Preprint Article Version 1 This version is not peer-reviewed

The Role of Synoptic Cyclones for the Formation of Arctic Summer Circulation Patterns as Clustered by Self-Organizing Maps

Version 1 : Received: 14 July 2019 / Approved: 15 July 2019 / Online: 15 July 2019 (15:24:28 CEST)

A peer-reviewed article of this Preprint also exists.

Lee, M.-H.; Kim, J.-H. The Role of Synoptic Cyclones for the Formation of Arctic Summer Circulation Patterns as Clustered by Self-Organizing Maps. Atmosphere 2019, 10, 474. Lee, M.-H.; Kim, J.-H. The Role of Synoptic Cyclones for the Formation of Arctic Summer Circulation Patterns as Clustered by Self-Organizing Maps. Atmosphere 2019, 10, 474.

Journal reference: Atmosphere 2019, 10, 474
DOI: 10.3390/atmos10080474

Abstract

The contribution of extra-tropical synoptic cyclones to the formation of summer-mean atmospheric circulation patterns in the Arctic is investigated by clustering the dominant Arctic circulation patterns by the self-organizing maps (SOMs) using the daily mean sea level pressure (MSLP) in the Arctic domain (≥ 60°N). Three SOM patterns are identified: one with prevalent low pressure anomalies in the Arctic Circle (SOM1) and two opposite dipoles with primary high pressure anomalies covering the Arctic Ocean (SOM2 and SOM3). The time series of summertime occurrence frequencies demonstrate the largest inter-annual variation in the SOM1, the slight decreasing trend in the SOM2, and the abrupt upswing after 2007 in the SOM3. The relevant analyses with produced cyclone track data confirm that the vital contribution. The Arctic cyclone activity is enhanced in the SOM1 because the meridional temperature gradient increases over the land–Arctic Ocean boundaries co-located with major extra-tropical cyclone pathways. The composite daily synoptic evolutions for each SOM reveal that the persistence of all the three SOMs is less than 5 days on average. These evolutionary short-term weather patterns have substantial variability at inter-annual and longer timescales. Therefore, the synoptic-scale activity is central to forming the seasonal-mean climate of the Arctic.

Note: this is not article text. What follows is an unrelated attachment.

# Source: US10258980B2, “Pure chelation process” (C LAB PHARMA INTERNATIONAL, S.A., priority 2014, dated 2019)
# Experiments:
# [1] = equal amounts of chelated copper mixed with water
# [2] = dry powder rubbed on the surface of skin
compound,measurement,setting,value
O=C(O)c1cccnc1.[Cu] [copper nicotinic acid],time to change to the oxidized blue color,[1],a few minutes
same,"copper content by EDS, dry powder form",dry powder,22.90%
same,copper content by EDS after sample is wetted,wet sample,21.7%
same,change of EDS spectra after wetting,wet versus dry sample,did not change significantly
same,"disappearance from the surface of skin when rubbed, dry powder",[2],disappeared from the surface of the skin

Subject Areas

summer-mean Arctic circulation patterns; extra-tropical synoptic cyclones; self-organizing maps (SOMs); cyclone detection and tracking

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